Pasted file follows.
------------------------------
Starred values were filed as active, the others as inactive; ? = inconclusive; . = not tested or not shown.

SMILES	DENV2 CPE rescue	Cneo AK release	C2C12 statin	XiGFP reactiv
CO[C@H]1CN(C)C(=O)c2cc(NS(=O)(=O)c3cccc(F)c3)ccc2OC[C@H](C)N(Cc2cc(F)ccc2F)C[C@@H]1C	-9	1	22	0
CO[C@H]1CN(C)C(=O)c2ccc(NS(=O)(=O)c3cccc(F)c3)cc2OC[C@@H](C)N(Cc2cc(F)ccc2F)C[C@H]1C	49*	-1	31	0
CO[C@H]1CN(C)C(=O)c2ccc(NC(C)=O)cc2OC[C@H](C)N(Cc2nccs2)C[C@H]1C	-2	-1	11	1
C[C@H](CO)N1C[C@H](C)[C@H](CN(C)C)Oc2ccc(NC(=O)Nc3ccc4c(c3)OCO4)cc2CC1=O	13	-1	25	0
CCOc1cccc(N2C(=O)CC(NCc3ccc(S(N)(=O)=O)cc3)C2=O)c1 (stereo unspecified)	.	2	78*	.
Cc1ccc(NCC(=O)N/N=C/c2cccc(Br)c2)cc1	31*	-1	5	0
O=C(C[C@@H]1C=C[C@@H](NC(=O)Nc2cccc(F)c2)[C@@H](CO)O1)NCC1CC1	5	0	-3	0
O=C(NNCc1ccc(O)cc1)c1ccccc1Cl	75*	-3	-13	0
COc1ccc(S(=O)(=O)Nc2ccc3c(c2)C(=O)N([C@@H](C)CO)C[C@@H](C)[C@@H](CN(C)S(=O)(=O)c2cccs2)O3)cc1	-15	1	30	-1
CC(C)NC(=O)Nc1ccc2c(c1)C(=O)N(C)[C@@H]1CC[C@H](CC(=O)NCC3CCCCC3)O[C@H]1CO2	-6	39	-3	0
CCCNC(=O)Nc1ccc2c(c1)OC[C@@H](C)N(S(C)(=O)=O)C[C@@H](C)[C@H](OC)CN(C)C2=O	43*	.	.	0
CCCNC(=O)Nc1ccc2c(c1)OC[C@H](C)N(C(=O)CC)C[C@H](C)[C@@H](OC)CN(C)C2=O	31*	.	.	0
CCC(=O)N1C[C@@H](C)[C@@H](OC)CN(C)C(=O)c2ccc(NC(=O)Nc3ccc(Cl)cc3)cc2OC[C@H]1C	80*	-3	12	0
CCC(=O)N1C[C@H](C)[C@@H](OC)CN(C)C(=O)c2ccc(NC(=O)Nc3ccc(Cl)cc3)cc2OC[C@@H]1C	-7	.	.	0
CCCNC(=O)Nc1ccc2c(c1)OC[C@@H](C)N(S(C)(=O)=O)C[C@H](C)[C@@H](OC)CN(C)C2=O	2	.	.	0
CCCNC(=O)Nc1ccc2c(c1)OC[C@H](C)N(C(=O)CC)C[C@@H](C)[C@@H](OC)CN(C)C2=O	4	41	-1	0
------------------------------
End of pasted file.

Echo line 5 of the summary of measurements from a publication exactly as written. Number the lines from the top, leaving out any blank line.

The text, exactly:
CO[C@H]1CN(C)C(=O)c2ccc(NC(C)=O)cc2OC[C@H](C)N(Cc2nccs2)C[C@H]1C	-2	-1	11	1